Yu-Chun "Pony" Ma was born in 1983 in Taipei City, Taiwan. He began drawing at age five, and being heavily inspired by Japanese manga, was creating his own comic books by the second grade. At age 15, however, it was time for Pony to put his love of art on hold and study a more "reasonable" topic. In 2005 he received his degree in Electronic Engineering, and was considered well prepared for a move to New York City.
Quiet and introspective, Pony enrolled in an English language class to help ease his adjustment to the Big Apple. What the course mostly honed, however, were his art skills, as he ended up spending much of those eight hours a week "doodling" in his notebook. One evening at band practice (Pony is also a music lover who currently plays bass with the Brooklyn based metal band "Switchblade"), Pony showed his sketches to the band's guitarist, who wondered at why Pony had not pursued art as a profession. Admittedly in no hurry to realize his career in electrical engineering, Pony was soon studying Illustration at the Fashion Institute of Technology in New York.
After plenty of trial and error at FIT, Pony, who had previously only painted with watercolor, developed an exceptional skill for acrylics, in part due to the tutelage of Los Angeles-based artists Greg "Craola" Simkins and Bob Dob. Those two particular mentors, in addition to renowned artists including Ron English and Todd Schorr, also ignited Pony's interest in pop surrealism. Today, Pony embraces this style due to the way in which it invites and enables the masses to connect self-discovery with other worldliness.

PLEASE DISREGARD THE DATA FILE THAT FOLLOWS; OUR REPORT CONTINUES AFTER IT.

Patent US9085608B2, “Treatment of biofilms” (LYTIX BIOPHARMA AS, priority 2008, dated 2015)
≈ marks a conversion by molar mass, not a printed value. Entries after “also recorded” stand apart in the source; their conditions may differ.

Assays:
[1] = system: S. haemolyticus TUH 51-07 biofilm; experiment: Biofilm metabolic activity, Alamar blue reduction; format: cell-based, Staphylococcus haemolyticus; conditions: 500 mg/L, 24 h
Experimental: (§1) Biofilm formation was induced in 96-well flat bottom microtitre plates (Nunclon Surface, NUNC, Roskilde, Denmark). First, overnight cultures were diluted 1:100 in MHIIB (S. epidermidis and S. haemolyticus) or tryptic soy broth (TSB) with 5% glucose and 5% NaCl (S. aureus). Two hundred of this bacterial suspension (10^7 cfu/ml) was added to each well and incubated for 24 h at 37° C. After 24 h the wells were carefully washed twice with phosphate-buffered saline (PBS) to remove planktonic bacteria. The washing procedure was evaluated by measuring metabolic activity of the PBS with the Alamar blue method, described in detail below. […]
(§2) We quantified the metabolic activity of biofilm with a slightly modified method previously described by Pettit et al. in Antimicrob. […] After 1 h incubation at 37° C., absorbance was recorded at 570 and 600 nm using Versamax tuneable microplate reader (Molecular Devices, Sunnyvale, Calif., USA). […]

My artwork tends to create an imaginary world which has been buried deeply in my mind since my childhood. In my work, I deconstruct iconic pop culture characters then use my own imagination to recreate an image which represents my inner world. People always ask me if there are any stories behind my work and the answer is always the same -“No.”
My work is like a puzzle. There are so many pop culture characters and items involved in each painting; I love watching people staring at my work and trying to recognize all of them. Sometimes people even create their own stories for my work and I’m happy with that.
Most of my work has a mix of darkness and humor. These two elements create a perfect harmony. Some people have described my work as “bizarre but in an interesting way”, but that is not intentional; it all happens naturally while I am composing the image. I’ve never wanted to deliver any message through my work. I just want people to join this journey with me and remember the fun times we’ve all had in our childhood.